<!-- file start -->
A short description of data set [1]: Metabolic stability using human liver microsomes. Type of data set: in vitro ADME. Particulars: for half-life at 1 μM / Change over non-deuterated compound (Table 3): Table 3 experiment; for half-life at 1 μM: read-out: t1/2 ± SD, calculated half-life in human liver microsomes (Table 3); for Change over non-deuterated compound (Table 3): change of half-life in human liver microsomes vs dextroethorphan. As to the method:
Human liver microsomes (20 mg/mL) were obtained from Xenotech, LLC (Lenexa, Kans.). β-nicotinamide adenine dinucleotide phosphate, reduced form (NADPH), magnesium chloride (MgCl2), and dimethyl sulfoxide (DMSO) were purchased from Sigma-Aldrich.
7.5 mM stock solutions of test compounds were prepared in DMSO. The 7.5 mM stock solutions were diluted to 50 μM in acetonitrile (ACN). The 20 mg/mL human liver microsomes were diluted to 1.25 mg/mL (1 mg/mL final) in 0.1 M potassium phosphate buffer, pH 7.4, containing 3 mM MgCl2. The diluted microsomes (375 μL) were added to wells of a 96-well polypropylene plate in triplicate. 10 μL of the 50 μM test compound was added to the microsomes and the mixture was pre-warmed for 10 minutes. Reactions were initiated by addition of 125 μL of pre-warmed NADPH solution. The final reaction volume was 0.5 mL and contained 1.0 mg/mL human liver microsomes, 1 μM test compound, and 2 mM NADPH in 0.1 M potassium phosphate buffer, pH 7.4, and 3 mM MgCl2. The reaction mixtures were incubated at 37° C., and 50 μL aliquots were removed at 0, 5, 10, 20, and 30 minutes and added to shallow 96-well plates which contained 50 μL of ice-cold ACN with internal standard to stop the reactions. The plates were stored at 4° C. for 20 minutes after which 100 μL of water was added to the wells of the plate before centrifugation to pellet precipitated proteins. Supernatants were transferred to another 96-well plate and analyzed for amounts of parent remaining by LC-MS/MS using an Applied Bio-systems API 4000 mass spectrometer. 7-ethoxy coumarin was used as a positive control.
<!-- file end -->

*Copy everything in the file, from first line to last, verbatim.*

A short description of data set [1]: Metabolic stability using human liver microsomes. Type of data set: in vitro ADME. Particulars: for half-life at 1 μM / Change over non-deuterated compound (Table 3): Table 3 experiment; for half-life at 1 μM: read-out: t1/2 ± SD, calculated half-life in human liver microsomes (Table 3); for Change over non-deuterated compound (Table 3): change of half-life in human liver microsomes vs dextroethorphan. As to the method:
Human liver microsomes (20 mg/mL) were obtained from Xenotech, LLC (Lenexa, Kans.). β-nicotinamide adenine dinucleotide phosphate, reduced form (NADPH), magnesium chloride (MgCl2), and dimethyl sulfoxide (DMSO) were purchased from Sigma-Aldrich.
7.5 mM stock solutions of test compounds were prepared in DMSO. The 7.5 mM stock solutions were diluted to 50 μM in acetonitrile (ACN). The 20 mg/mL human liver microsomes were diluted to 1.25 mg/mL (1 mg/mL final) in 0.1 M potassium phosphate buffer, pH 7.4, containing 3 mM MgCl2. The diluted microsomes (375 μL) were added to wells of a 96-well polypropylene plate in triplicate. 10 μL of the 50 μM test compound was added to the microsomes and the mixture was pre-warmed for 10 minutes. Reactions were initiated by addition of 125 μL of pre-warmed NADPH solution. The final reaction volume was 0.5 mL and contained 1.0 mg/mL human liver microsomes, 1 μM test compound, and 2 mM NADPH in 0.1 M potassium phosphate buffer, pH 7.4, and 3 mM MgCl2. The reaction mixtures were incubated at 37° C., and 50 μL aliquots were removed at 0, 5, 10, 20, and 30 minutes and added to shallow 96-well plates which contained 50 μL of ice-cold ACN with internal standard to stop the reactions. The plates were stored at 4° C. for 20 minutes after which 100 μL of water was added to the wells of the plate before centrifugation to pellet precipitated proteins. Supernatants were transferred to another 96-well plate and analyzed for amounts of parent remaining by LC-MS/MS using an Applied Bio-systems API 4000 mass spectrometer. 7-ethoxy coumarin was used as a positive control.